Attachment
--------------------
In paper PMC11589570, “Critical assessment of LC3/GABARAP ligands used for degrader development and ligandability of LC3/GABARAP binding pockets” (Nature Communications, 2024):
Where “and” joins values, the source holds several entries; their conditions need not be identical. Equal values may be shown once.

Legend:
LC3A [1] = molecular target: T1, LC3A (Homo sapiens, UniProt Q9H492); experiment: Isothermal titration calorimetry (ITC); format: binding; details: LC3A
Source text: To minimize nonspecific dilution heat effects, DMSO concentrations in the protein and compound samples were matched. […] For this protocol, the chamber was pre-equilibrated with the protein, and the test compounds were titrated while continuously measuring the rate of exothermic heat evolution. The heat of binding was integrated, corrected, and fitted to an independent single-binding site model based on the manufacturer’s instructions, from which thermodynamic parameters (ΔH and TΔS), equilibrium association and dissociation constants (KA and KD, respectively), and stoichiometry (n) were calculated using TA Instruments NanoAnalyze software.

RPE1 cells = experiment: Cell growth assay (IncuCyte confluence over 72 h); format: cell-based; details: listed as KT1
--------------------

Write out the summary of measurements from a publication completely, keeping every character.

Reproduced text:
In paper PMC11589570, “Critical assessment of LC3/GABARAP ligands used for degrader development and ligandability of LC3/GABARAP binding pockets” (Nature Communications, 2024):
Where “and” joins values, the source holds several entries; their conditions need not be identical. Equal values may be shown once.

Legend:
LC3A [1] = molecular target: T1, LC3A (Homo sapiens, UniProt Q9H492); experiment: Isothermal titration calorimetry (ITC); format: binding; details: LC3A
Source text: To minimize nonspecific dilution heat effects, DMSO concentrations in the protein and compound samples were matched. […] For this protocol, the chamber was pre-equilibrated with the protein, and the test compounds were titrated while continuously measuring the rate of exothermic heat evolution. The heat of binding was integrated, corrected, and fitted to an independent single-binding site model based on the manufacturer’s instructions, from which thermodynamic parameters (ΔH and TΔS), equilibrium association and dissociation constants (KA and KD, respectively), and stoichiometry (n) were calculated using TA Instruments NanoAnalyze software.

RPE1 cells = experiment: Cell growth assay (IncuCyte confluence over 72 h); format: cell-based; details: listed as KT1